Of course, roguelikes are known for having a structure that’s generally unsuitable for storytelling, but I think this particular instance bothers me partially because Risk of Rain is so adept at quelling that other flaw roguelikes are known for: chance-based difficulty. The solution here is simple: only positive elements are randomly generated, while negative ones are constant. The most catastrophic thing that can happen is that the game will select a boss monster that you don’t like fighting as much as the others. It’s possible this contributes to the game’s insubstantial feel, but compared to the frustration of minibosses pretending to be shops in The Binding of Isaac, I’ll take the insubstantiality. This setup works both ways, too; while some items and object placements are undeniably better than others, there are no combinations that make the game an instant win, since, as previously mentioned, the items are designed to be horded and stacked. It’s not perfect, but it’s one of the better ways I’ve seen of diminishing the pain of failure in this unforgiving genre.

The other big surprise to be found in Risk of Rain is its excellent co-op multiplayer. It’s nothing groundbreaking – it’s basically the single-player game with up to four people – but as in the run-and-gun platformers that inspired it, blasting hordes of aliens is just more fun with extra people. The difficulty is a little skewed toward single-player, however; even though you must share items in co-op, the ability to divide the enemy swarms between players is much more useful than any item. That said, the way multiplayer facilitates using different classes’ abilities in tandem adds hours of depth to the game. As a final positive point, I need to mention the game’s wonderful soundtrack, which is full of eerie, warbling keyboards, muted electronic beats, and (for boss battles) harsh guitars. It’s basically the essence of science fiction distilled into musical form, but it’s also catchy, detailed, and way more technically complex than game music normally gets. You could argue that mellow electronica doesn’t suit a game about frenetic carnage, but it perfectly captures the feeling of exploring an alien planet, and it helps convey the otherwise unsubstantiated story idea that the setting is actually peaceful and beautiful when humans aren’t around.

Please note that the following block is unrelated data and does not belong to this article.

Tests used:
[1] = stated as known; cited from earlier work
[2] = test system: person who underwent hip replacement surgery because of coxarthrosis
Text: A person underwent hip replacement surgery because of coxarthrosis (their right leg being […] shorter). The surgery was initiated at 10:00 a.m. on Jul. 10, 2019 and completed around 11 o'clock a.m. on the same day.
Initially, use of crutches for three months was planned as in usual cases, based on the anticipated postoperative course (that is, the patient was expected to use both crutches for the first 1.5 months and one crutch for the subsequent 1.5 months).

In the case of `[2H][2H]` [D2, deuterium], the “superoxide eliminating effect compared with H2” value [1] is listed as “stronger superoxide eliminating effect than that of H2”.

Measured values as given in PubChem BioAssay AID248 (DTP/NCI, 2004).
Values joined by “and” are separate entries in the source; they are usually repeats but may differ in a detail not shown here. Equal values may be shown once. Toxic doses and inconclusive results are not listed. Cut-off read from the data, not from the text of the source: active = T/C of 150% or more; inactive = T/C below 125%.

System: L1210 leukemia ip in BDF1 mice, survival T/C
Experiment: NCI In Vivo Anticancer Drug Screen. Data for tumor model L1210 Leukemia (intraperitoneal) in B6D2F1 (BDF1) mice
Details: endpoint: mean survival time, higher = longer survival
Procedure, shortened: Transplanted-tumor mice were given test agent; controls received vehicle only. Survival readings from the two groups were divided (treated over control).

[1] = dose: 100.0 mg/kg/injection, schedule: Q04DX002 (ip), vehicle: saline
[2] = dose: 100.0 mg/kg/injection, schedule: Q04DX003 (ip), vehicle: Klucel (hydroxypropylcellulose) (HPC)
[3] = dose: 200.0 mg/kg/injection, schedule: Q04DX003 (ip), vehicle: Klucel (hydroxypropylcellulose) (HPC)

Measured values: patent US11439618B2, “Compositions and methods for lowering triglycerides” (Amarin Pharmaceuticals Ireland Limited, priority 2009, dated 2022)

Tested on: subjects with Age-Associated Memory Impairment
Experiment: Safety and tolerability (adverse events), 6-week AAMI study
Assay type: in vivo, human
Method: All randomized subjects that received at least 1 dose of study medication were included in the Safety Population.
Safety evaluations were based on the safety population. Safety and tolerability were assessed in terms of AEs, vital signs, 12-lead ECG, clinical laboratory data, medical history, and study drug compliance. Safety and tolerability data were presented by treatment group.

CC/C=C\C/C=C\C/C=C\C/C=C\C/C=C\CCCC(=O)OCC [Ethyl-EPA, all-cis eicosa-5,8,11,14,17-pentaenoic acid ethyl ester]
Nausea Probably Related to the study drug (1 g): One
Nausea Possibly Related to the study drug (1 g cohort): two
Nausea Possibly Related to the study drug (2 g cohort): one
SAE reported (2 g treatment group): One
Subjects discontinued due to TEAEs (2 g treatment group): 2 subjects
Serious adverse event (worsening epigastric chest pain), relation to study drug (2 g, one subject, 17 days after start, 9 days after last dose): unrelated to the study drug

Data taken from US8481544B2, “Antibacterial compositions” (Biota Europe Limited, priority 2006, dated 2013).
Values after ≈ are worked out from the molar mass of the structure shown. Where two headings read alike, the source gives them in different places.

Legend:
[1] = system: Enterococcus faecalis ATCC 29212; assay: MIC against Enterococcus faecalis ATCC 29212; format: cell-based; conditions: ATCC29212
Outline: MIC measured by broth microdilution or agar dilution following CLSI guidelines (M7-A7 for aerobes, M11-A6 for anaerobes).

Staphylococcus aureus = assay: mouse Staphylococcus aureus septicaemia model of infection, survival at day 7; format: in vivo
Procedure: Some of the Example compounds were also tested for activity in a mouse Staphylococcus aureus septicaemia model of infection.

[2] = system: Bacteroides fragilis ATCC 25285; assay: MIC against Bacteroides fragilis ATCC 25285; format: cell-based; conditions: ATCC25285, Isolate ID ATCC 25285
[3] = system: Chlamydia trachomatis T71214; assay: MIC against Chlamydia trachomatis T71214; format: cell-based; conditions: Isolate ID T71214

And then humans are around, and it becomes a conga line of pain.

I do have other, less significant issues with the game, however. The graphics are the first that come to mind. I love pixel art as much as any veteran gamer, but the pixel art in Risk of Rain was a very poor choice. There’s simply too much happening onscreen at any given moment, and it’s easy to lose your sprite in the action because nothing has clearly defined borders. Furthermore, certain level palettes are terrible at conveying what is and isn’t a platform. I also can’t think of any reason for the game to use a deliberate retro style; it’s not similar enough to any particular game or art style to elicit nostalgia, and it’s not even particularly attractive in this case. I’m also not a fan of the zoomed-out camera position and impotent jumping physics, which, while presumably intended to make the world feel large, only make the player feel small (which I only just learned, from Risk of Rain, are not the same thing). Finally, this is a game with a lot of repeating sound effects, and while they sound fine at first, you will tire of them after you’ve heard them literally hundreds of times…which only takes about an hour.

But, like I said, these are relatively insignificant issues. Sound effects and graphics are merely footnotes to Risk of Rain’s intense, absorbing gameplay. If you’ve been looking for a game that will induce “one more turn” syndrome in you, this is it. It’s not the most sophisticated or attractive game, but it will keep you playing even after you’ve seen everything it has, simply because playing it is so much fun. It’s got a brutal but well-planned difficulty curve, an original concept built from familiar parts, and a solid multiplayer mode in a genre that usually doesn’t even bother with such things. Trust me, it’s worth the risk.

Score: 7/10